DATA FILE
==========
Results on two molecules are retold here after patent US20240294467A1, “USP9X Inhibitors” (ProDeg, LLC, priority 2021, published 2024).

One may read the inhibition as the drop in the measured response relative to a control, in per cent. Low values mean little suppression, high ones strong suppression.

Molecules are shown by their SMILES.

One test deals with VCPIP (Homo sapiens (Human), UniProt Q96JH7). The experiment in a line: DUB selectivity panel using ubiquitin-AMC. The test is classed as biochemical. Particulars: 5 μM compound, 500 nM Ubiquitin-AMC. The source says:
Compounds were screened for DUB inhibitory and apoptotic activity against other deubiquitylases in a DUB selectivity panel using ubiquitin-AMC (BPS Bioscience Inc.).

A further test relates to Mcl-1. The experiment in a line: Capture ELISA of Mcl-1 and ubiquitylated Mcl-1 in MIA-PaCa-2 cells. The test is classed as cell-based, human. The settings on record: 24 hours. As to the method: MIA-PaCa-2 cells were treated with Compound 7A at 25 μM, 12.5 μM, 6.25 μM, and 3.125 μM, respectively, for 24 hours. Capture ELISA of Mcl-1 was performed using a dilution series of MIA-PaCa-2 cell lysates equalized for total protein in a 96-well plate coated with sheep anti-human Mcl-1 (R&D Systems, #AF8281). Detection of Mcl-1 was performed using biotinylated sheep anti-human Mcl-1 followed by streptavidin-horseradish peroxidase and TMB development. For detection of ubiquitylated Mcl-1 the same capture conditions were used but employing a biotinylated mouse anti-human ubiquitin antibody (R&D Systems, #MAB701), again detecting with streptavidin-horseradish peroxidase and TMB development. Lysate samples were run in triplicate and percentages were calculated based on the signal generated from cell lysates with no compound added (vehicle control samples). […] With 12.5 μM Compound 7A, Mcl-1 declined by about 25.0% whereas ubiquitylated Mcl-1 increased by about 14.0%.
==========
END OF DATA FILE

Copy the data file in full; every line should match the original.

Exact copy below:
Results on two molecules are retold here after patent US20240294467A1, “USP9X Inhibitors” (ProDeg, LLC, priority 2021, published 2024).

One may read the inhibition as the drop in the measured response relative to a control, in per cent. Low values mean little suppression, high ones strong suppression.

Molecules are shown by their SMILES.

One test deals with VCPIP (Homo sapiens (Human), UniProt Q96JH7). The experiment in a line: DUB selectivity panel using ubiquitin-AMC. The test is classed as biochemical. Particulars: 5 μM compound, 500 nM Ubiquitin-AMC. The source says:
Compounds were screened for DUB inhibitory and apoptotic activity against other deubiquitylases in a DUB selectivity panel using ubiquitin-AMC (BPS Bioscience Inc.).

A further test relates to Mcl-1. The experiment in a line: Capture ELISA of Mcl-1 and ubiquitylated Mcl-1 in MIA-PaCa-2 cells. The test is classed as cell-based, human. The settings on record: 24 hours. As to the method: MIA-PaCa-2 cells were treated with Compound 7A at 25 μM, 12.5 μM, 6.25 μM, and 3.125 μM, respectively, for 24 hours. Capture ELISA of Mcl-1 was performed using a dilution series of MIA-PaCa-2 cell lysates equalized for total protein in a 96-well plate coated with sheep anti-human Mcl-1 (R&D Systems, #AF8281). Detection of Mcl-1 was performed using biotinylated sheep anti-human Mcl-1 followed by streptavidin-horseradish peroxidase and TMB development. For detection of ubiquitylated Mcl-1 the same capture conditions were used but employing a biotinylated mouse anti-human ubiquitin antibody (R&D Systems, #MAB701), again detecting with streptavidin-horseradish peroxidase and TMB development. Lysate samples were run in triplicate and percentages were calculated based on the signal generated from cell lysates with no compound added (vehicle control samples). […] With 12.5 μM Compound 7A, Mcl-1 declined by about 25.0% whereas ubiquitylated Mcl-1 increased by about 14.0%.